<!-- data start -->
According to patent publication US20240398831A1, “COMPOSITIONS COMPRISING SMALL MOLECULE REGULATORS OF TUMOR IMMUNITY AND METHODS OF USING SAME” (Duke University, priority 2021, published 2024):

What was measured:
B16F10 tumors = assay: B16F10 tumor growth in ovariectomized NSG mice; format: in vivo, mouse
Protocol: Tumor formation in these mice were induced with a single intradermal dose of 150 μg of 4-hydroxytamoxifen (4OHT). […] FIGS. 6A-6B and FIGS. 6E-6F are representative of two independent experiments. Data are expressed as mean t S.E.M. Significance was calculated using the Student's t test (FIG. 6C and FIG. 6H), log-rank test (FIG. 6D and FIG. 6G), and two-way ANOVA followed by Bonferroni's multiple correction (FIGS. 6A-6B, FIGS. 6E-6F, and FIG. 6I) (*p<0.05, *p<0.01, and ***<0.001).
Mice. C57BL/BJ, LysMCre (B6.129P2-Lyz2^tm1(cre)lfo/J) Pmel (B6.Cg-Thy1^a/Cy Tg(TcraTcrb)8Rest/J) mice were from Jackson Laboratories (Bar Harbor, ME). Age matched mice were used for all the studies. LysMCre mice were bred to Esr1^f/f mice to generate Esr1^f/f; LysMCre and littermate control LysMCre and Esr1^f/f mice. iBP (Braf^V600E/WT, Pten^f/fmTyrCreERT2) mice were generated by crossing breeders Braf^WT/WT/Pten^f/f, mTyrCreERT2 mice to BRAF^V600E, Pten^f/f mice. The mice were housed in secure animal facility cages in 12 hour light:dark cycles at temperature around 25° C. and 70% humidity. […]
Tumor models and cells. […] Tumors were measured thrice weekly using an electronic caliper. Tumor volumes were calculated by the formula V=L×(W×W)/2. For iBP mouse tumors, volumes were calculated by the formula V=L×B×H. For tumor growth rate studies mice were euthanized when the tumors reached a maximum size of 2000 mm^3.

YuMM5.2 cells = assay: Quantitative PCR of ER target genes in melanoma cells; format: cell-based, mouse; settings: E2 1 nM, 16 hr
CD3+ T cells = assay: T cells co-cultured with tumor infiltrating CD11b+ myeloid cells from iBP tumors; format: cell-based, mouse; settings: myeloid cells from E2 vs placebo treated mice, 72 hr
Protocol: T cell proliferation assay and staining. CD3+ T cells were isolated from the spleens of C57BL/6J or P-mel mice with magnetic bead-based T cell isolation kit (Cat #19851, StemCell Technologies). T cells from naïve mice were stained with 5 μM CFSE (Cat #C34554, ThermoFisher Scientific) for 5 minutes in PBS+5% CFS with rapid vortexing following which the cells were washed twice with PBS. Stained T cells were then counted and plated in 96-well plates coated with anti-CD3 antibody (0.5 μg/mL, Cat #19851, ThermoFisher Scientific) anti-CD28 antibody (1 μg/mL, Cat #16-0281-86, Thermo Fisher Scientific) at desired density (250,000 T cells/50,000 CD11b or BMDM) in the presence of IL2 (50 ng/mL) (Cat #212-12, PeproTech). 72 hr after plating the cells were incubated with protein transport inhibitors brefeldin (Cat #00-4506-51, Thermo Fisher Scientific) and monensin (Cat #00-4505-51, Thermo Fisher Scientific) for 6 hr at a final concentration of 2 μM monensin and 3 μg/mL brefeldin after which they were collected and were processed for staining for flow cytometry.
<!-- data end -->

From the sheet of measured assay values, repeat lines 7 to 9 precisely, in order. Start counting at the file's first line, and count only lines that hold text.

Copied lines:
YuMM5.2 cells = assay: Quantitative PCR of ER target genes in melanoma cells; format: cell-based, mouse; settings: E2 1 nM, 16 hr
CD3+ T cells = assay: T cells co-cultured with tumor infiltrating CD11b+ myeloid cells from iBP tumors; format: cell-based, mouse; settings: myeloid cells from E2 vs placebo treated mice, 72 hr
Protocol: T cell proliferation assay and staining. CD3+ T cells were isolated from the spleens of C57BL/6J or P-mel mice with magnetic bead-based T cell isolation kit (Cat #19851, StemCell Technologies). T cells from naïve mice were stained with 5 μM CFSE (Cat #C34554, ThermoFisher Scientific) for 5 minutes in PBS+5% CFS with rapid vortexing following which the cells were washed twice with PBS. Stained T cells were then counted and plated in 96-well plates coated with anti-CD3 antibody (0.5 μg/mL, Cat #19851, ThermoFisher Scientific) anti-CD28 antibody (1 μg/mL, Cat #16-0281-86, Thermo Fisher Scientific) at desired density (250,000 T cells/50,000 CD11b or BMDM) in the presence of IL2 (50 ng/mL) (Cat #212-12, PeproTech). 72 hr after plating the cells were incubated with protein transport inhibitors brefeldin (Cat #00-4506-51, Thermo Fisher Scientific) and monensin (Cat #00-4505-51, Thermo Fisher Scientific) for 6 hr at a final concentration of 2 μM monensin and 3 μg/mL brefeldin after which they were collected and were processed for staining for flow cytometry.